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Singapore sewerage: No space to waste

Increasing demands on Singapore’s constrained sewerage system has seen its water authority radically rethink its strategy. Jessica Rowson reports.

The treatment of wastewater in Singapore steps into the future next week with the opening of phase one of a deep tunnel sewerage system and the Changi water reclamation plant.

The project will be opened on Tuesday by Singapore’s prime minister Lee Hsien Loong as the centrepiece for Singapore International Water Week.

The concept for Singapore’s deep tunnel sewerage system was first conceived in the late 1990s. At that time, Singapore had in place a comprehensive wastewater system, comprising over 3,000km of sewers and pumping mains, 100 pumping stations and six water reclamation plants serving the tiny 704km² island.

A bold and radical approach

The demands on the system increased in line with population and industrial growth, but the option to continue expanding the treatment capacity of the plants and adding more pumping stations was unsustainable in land-scarce Singapore.

Confronted with these challenges, Singapore’s Public Utilities Board (PUB), embarked on a bold and radical approach with the plan to build an entirely new wastewater infrastructure that would take up less space and progressively phase out the existing system.

“One of the drivers was to reduce land take. Singapore has only around 700km² of land.”

Yong Wei Hin, Singapore’s Public Utilities Board assistant director

A £1.6bn deep tunnel sewerage system is PUB’s solution to meet Singapore’s wastewater needs for the next 100 years.

“One of the drivers was to reduce land take,” says PUB assistant director Yong Wei Hin. “Singapore has only around 700km² of land.”

Wastewater is collected in sewers and conveyed to the 48km long deep tunnel sewer which runs 20m to 55m below ground. The deep tunnel sewer takes the water to the centralised Changi Water Reclamation Plant for treatment. The new system depends on gravity − it is graded towards one end so there is no need for intermediate pumping.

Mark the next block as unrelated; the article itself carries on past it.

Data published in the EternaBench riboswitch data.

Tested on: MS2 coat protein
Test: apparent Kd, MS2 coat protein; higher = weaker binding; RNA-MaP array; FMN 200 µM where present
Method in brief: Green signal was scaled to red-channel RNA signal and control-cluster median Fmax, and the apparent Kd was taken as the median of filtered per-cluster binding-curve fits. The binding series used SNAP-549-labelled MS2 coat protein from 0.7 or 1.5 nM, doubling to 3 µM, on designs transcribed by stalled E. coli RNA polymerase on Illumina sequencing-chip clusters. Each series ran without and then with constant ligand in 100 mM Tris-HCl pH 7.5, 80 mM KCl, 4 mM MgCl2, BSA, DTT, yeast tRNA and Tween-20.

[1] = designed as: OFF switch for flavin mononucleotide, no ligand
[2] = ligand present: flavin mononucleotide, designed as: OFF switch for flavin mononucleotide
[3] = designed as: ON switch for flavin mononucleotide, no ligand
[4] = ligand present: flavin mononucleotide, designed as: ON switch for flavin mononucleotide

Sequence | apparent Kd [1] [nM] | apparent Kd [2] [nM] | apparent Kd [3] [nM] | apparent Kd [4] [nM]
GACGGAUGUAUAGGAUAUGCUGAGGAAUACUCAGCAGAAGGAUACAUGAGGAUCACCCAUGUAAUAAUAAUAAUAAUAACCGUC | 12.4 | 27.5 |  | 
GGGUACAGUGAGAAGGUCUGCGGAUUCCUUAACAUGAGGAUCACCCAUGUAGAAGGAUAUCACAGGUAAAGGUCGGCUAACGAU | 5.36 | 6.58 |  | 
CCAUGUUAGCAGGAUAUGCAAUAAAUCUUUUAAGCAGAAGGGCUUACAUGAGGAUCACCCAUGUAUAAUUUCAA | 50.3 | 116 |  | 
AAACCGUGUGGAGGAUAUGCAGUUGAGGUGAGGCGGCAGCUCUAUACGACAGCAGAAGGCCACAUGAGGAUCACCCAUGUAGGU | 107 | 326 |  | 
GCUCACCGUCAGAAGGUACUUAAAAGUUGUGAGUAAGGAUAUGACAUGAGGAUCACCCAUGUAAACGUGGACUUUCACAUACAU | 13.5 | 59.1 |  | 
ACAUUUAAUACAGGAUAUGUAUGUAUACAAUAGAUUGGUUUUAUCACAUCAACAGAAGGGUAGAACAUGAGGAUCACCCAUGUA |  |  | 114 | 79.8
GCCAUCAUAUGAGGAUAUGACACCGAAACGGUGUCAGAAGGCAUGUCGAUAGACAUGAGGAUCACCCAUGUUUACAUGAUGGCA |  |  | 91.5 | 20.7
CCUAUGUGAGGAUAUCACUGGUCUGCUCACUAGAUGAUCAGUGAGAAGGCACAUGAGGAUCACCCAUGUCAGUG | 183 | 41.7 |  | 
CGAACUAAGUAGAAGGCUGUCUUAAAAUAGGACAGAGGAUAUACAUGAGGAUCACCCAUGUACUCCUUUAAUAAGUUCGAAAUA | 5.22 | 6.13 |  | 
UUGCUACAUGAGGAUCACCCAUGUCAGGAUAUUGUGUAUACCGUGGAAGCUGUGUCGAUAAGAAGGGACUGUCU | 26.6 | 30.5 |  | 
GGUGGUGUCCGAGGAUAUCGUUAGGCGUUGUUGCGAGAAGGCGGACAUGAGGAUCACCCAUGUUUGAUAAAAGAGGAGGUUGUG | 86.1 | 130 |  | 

“The new system doesn’t take up much space on top,” says Wei Hin. “It goes deep underground. Also the new plant takes up less space.”

Singapore deep tunnel sewer

Pumping station construction

Minimising the impact

Eight earth pressure balance tunnel boring machines (TBMs) were used concurrently to drive the 48km long tunnel, which varied between 3.3m and 6m in diameter.

The depth of the tunnel varies between 20m and 55m. In addition, TBMs and pipe jacking were used to create 60km of link sewers between 300mm to 3m in diameter between 10m to 55m below ground.

As the TBMs advanced, the team erected reinforced concrete pre-cast segments, before sealing and bolting them together in rings to provide primary ground support.

“The new system doesn’t take up much space on top. It goes deep underground. Also the new plant takes up less space.”

Yong Wei Hin, Singapore’s Public Utilities Board assistant director

The route of the tunnels was specifically selected to minimise the impact on existing structures.

“We aligned the tunnel along the major expressway and not beneath buildings,” says PUB assistant director Yong Wei Hin.

For corrosion protection, concrete cast insitu with 225mm thick lining and 2.5mm thick high density polyethelene (HDPE) membrane were placed inside the bored tunnel.

This project has involved 49 main contractors and consultants, with over 300 subcontractors and suppliers. A joint venture of consultants CH2M Hill and Parsons Brinckerhoff carried out a feasibility study of the deep tunnel sewerage system and designed the 48km long tunnels.

An efficient new source

The Changi Water Reclamation Plant is efficient in its land use. The plant has doublestacked treatment tanks and a six-storey building with three storeys of basement that houses the sludge handling facilities.

At 32ha, it has taken up only a third of the conventionally designed water reclamation plant’s land area, according to PUB.

The treated wastewater is channelled to a processing facility called Changi Newater Factory on the rooftop of the reclamation plant.

Here it is further purified through advanced membrane technologies. The processed water can be consumed by humans and is used in industry where high purity water is required. “It’s another source of water for us,” says Wei Hin.

Besides being used as feedstock for the new Changi Newater Factory, treated wastewater the new reclamation plant is used for purposes such as tank flushing and for cooling systems in machinery and buildings.

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